Sample SAT Question



The third passage-based question type asks for an inference based on a line, paragraph, or passage in its entirety. These questions may differ from the inference skills students apply within their English classrooms, as they are not subjective and will only have one unambiguously correct answer choice. This sample question, while taken out of context, falls into this category of inference Critical Reading questions.


Sample SAT Question



Fourth, some questions ask about vocabulary in context. Unlike sentence completions, these questions generally refer to easy or medium-range vocabulary words that are being used in an unusual way within the context of the passage. Students must use context clues to glean the meaning or function of the word as it is being used. Often, the answer choices will contain higher level vocabulary words than the one under question.


Sample SAT Question



Finally, the fifth categorization refers to the author's technique, tone, or style. To prepare themselves for these kinds of questions, students are likely to benefit from studying common tone classifications like somber, ambivalent, vindictive, sarcastic, earnest, and pragmatic.


Sample SAT Question



While Critical Reading questions may not all fall neatly within these domains, as they are based on analysis rather than on official College Board policy, most SAT tutors and teachers agree that the majority can be thus described. Taken together, passage-based questions test students' reading skills, including their ability to make inferences, to understand words and phrases in context, to apply literary terms like tone, theme, and symbol, and to evaluate an author's logic, argument, techniques, and purpose.

While these question types may appear in any order, they are arranged chronologically to coincide with the relevant passage(s). A question about the first paragraph in a passage, for instance, will appear near the beginning of a group of questions, while a question about the passage's conclusion will be asked near the end of that group.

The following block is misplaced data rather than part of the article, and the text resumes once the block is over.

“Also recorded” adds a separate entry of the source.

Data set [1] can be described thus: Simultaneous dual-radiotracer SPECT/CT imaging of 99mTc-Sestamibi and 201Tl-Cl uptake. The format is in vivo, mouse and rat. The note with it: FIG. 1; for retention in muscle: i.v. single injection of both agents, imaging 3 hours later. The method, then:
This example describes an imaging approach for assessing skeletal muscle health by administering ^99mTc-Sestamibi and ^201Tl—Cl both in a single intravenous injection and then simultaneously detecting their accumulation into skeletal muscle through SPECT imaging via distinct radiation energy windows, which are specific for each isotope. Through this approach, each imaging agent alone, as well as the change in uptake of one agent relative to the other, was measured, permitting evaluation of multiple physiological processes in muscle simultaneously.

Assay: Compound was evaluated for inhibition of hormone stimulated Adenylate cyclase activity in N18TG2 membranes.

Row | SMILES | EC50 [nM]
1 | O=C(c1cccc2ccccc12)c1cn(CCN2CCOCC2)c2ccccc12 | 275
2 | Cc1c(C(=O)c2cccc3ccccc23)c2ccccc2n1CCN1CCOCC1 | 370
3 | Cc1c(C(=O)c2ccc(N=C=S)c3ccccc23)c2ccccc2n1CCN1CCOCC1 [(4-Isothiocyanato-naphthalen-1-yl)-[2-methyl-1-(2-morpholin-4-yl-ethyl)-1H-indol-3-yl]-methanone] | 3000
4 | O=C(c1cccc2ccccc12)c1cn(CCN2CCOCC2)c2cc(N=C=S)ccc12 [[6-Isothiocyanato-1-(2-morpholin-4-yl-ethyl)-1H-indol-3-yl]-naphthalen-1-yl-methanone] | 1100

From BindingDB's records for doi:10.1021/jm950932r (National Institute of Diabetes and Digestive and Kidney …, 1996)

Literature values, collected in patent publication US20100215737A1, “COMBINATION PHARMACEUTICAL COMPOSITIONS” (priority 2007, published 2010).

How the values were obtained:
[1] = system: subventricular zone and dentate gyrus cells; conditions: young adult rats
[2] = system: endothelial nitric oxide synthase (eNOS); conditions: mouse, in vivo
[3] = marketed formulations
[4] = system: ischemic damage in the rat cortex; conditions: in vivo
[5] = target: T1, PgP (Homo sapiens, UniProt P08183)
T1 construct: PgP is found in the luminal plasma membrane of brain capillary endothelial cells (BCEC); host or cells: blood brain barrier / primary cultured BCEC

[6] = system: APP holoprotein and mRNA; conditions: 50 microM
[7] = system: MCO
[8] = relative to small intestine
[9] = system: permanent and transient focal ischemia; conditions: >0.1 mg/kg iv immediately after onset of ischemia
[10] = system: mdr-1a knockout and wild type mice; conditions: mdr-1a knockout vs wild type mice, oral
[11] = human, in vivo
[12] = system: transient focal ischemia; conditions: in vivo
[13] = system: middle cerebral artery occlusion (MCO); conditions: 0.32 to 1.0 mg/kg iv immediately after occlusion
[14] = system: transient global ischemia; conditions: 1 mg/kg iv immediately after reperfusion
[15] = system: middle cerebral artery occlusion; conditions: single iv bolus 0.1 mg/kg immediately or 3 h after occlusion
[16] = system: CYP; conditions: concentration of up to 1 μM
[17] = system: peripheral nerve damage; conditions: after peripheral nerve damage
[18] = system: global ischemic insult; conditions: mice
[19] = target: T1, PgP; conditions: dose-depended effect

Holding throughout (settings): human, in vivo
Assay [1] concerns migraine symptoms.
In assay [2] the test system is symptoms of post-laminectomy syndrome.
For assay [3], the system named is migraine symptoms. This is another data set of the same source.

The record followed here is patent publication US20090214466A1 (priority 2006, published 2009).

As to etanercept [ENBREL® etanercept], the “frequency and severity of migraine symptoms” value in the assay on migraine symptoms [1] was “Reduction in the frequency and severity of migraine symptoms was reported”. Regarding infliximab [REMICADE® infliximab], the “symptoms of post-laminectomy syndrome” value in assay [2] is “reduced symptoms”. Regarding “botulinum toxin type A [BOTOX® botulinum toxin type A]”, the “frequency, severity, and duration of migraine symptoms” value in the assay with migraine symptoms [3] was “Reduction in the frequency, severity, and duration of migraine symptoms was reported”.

The remaining 19 questions in the Critical Reading section are sentence completions that test vocabulary. All of these questions are independent from one another. They have one or two blanks and ask students to choose the word(s) that "best fits the meaning of the sentence as a whole."

These questions test knowledge of the meaning of high level words. Commonly tested SAT vocabulary words include acrimonious, anachronistic, draconian, ephemeral, laconic, and ostracize. Students may prepare for these questions with the use of SAT vocabulary lists and flash cards.

Along with an understanding of vocabulary, these sentences also test an awareness of how a sentence fits together logically. Students benefit from seeing the relationships among words in a sentence. For instance, a conjunctive adverb like "however" may indicate that part of the sentence contrasts with another part, like in the following SAT sample question.


Sample SAT Question


Answer: B


Each Critical Reading section starts out with 5 to 8 sentence completions, with the remainder of the questions being passage-based. Students who perform best on the Critical Reading section of the SAT have a strong working knowledge of SAT vocabulary words, as well as an ability to comprehend and analyze prose with efficiency. Students also benefit from taking a strategic approach to time management, some choosing to read the pertinent passage-based questions before reading the passage, along with using skimming and speed-reading techniques.


Redesign Alert

The new SAT, starting in March of 2016, eliminates sentence completion questions. Vocabulary questions will focus on medium-level, multiple-meaning words within the context of longer passages.

Read more from the SAT Encyclopedia!

Further Reading

The Best Way to Read the Passage in SAT Reading

The Best SAT Vocabulary Lists on the Web

How to Get an 800 on SAT Reading


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Rebecca Safier
About the Author

Rebecca graduated with her Master's in Adolescent Counseling from the Harvard Graduate School of Education. She has years of teaching and college counseling experience and is passionate about helping students achieve their goals and improve their well-being. She graduated magna cum laude from Tufts University and scored in the 99th percentile on the SAT.